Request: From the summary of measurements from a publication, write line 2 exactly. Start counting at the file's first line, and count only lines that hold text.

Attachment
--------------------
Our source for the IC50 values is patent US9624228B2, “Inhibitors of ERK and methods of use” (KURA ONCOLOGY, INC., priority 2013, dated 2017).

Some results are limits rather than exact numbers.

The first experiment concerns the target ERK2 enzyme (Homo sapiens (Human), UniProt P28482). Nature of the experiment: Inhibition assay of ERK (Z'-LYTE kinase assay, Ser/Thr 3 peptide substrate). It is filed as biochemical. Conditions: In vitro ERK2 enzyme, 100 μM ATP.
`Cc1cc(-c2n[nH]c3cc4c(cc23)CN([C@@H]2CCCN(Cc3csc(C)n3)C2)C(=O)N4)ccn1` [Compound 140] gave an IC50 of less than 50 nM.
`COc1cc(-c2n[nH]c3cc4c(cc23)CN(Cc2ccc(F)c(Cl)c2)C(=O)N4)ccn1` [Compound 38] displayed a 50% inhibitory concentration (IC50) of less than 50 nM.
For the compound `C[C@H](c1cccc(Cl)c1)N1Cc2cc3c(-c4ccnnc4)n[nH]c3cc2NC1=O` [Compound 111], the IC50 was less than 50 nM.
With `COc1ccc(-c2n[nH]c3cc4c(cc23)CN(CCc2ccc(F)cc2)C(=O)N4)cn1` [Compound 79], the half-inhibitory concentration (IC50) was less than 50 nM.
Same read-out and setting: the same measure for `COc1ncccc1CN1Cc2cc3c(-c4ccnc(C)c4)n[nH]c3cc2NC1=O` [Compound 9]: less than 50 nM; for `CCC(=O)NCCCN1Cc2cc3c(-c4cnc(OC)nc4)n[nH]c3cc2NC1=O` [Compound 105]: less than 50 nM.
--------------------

Some results are limits rather than exact numbers.